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I think screen space blurs can look fine if done carefully. All soft shadow methods that are fast have some drawbacks, inclusing VSM. It just depends, do you rather buggy-looking VSM (i've never seen it not look buggy, sorry) or somewhat incorrect screen space blur..?

Screen space blurs can be dont nicely and are very simple and straight forward to implement. If you have access to the depth buffer in your final pass you can control edge bleeding a bit by not blurring at places with high depth discontinuities.

If you use a high enough resolution shadow maps with some kind of warping, just standard hardware PCF can almost look good enough...If you do a subtle screen space blur it can be all you need. Remember you cant use VSM with hardware shadow maps.

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Quote:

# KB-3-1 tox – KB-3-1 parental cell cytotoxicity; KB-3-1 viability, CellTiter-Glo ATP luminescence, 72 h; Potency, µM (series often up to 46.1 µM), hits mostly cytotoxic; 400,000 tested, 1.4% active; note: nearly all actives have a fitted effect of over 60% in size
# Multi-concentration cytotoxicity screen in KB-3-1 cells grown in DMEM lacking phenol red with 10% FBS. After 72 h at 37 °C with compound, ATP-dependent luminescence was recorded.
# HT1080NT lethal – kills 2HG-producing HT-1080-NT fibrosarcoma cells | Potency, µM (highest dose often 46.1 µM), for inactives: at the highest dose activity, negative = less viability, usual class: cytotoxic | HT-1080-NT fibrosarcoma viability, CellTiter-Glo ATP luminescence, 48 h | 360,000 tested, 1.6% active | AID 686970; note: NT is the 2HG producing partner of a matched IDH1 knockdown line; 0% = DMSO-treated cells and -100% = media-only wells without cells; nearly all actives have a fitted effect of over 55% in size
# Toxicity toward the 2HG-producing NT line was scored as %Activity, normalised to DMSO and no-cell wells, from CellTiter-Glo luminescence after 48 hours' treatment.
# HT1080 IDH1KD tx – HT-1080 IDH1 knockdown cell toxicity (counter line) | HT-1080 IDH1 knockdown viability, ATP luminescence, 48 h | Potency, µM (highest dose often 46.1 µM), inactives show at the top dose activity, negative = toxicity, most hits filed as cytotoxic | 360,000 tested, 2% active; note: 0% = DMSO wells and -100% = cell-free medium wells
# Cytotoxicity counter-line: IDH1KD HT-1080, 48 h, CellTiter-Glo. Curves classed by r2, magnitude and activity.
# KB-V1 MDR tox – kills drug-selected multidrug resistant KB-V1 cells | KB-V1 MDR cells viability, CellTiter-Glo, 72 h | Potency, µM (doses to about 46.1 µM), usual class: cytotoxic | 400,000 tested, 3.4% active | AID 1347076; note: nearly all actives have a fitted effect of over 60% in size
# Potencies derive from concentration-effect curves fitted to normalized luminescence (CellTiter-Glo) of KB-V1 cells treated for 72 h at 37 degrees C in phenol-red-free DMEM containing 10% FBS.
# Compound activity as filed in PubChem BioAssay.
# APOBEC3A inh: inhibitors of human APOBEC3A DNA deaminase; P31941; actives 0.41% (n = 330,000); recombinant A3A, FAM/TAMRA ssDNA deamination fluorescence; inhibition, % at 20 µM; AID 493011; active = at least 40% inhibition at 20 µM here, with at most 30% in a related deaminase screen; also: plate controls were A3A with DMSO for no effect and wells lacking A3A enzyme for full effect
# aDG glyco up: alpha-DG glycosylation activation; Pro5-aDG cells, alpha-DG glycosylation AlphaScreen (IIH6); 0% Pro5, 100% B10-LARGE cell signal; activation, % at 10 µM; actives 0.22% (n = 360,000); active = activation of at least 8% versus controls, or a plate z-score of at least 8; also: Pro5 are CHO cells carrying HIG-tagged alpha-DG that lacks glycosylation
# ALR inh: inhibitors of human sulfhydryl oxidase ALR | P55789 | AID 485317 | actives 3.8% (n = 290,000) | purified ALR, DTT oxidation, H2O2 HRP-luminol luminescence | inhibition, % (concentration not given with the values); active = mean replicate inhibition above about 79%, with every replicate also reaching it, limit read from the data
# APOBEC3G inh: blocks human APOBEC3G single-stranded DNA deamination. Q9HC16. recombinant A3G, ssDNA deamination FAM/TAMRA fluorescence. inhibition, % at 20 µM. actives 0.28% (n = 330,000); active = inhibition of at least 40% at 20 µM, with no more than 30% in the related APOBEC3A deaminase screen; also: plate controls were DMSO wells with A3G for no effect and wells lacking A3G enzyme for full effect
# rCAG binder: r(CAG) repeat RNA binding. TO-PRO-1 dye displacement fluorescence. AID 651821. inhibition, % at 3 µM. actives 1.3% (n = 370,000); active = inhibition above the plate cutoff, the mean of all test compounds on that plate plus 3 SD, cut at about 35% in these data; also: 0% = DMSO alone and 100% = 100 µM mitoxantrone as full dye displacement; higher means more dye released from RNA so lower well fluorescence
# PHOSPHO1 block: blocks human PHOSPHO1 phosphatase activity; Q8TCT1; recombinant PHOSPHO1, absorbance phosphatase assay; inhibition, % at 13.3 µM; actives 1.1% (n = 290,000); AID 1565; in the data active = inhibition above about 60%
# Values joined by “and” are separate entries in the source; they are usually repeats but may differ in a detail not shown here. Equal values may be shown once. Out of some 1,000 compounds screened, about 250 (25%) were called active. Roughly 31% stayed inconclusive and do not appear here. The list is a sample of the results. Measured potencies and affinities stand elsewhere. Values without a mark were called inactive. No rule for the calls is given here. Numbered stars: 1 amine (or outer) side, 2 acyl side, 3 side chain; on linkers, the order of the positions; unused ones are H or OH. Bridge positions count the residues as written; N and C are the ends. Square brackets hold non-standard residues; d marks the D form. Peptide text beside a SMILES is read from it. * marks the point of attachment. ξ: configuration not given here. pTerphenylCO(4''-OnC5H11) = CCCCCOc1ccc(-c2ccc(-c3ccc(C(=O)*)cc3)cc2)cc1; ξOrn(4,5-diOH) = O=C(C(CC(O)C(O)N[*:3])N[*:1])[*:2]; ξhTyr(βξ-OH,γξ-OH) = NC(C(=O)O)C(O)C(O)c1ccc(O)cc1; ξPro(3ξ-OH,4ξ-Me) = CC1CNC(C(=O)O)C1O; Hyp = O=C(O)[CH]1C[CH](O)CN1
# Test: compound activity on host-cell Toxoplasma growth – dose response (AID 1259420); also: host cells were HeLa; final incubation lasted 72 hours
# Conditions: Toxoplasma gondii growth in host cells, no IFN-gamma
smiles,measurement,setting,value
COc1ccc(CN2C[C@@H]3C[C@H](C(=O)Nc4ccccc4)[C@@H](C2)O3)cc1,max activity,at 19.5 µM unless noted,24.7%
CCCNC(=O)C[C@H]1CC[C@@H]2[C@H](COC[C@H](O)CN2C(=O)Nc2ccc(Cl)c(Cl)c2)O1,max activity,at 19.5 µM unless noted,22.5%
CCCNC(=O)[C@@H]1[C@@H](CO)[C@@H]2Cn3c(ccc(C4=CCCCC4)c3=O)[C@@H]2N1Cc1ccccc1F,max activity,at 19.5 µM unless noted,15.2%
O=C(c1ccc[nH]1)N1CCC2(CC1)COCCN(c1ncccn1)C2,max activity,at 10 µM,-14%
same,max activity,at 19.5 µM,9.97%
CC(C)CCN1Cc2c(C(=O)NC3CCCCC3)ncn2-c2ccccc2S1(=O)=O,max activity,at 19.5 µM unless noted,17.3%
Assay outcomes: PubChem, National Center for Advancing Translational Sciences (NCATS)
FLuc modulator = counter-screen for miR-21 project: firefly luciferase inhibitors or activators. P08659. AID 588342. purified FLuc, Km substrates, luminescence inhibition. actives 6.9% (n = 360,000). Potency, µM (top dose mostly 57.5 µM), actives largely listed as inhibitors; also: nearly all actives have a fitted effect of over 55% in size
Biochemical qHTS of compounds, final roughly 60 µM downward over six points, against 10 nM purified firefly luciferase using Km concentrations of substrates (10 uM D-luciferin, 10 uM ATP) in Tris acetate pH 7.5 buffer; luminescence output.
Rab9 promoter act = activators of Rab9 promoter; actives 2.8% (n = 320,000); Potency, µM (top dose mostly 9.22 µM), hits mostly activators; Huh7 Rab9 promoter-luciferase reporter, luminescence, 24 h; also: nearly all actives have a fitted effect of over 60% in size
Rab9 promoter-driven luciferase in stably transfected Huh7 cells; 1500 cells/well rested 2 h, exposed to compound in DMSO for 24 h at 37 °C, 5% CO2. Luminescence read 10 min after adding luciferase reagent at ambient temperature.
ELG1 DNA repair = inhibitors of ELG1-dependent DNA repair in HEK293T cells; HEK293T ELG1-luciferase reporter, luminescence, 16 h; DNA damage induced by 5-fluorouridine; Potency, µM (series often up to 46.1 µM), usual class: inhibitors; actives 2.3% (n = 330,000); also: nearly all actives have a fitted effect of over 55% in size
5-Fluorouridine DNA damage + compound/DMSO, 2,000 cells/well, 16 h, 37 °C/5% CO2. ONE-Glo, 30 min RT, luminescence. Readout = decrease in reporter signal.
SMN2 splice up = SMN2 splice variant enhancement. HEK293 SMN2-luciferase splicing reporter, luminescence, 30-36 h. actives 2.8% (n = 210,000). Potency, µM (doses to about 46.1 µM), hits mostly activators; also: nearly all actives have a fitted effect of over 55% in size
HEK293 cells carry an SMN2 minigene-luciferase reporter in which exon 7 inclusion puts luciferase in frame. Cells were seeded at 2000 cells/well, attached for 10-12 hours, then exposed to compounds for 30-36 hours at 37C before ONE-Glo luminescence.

Original post by Matt Aufderheide
All soft shadow methods that are fast have some drawbacks, inclusing VSM. It just depends, do you rather buggy-looking VSM (i've never seen it not look buggy, sorry) or somewhat incorrect screen space blur..?

If you're referring to light bleeding, that's certainly a big problem for many scenes. In addition to the light bleeding reduction stuff in GPU Gems 3, however, we now have Exponential Shadow Maps (check out ShaderX6), Layered Variance Shadow Maps and Exponential Variance Shadow Maps (paper that covers these two to be online in a few days - published at GI 2008) that all address light bleeding. In fact with the recent explosion of work in the area I'm fairly confident in saying that an adaptive techniques based on the linear/probabilistic shadow map filtering approaches (VSM/CSM/ESM/EVSM/etc.) are the most promising direction moving forward.

Quote:
Original post by Matt Aufderheide
Screen space blurs can be dont nicely and are very simple and straight forward to implement. If you have access to the depth buffer in your final pass you can control edge bleeding a bit by not blurring at places with high depth discontinuities.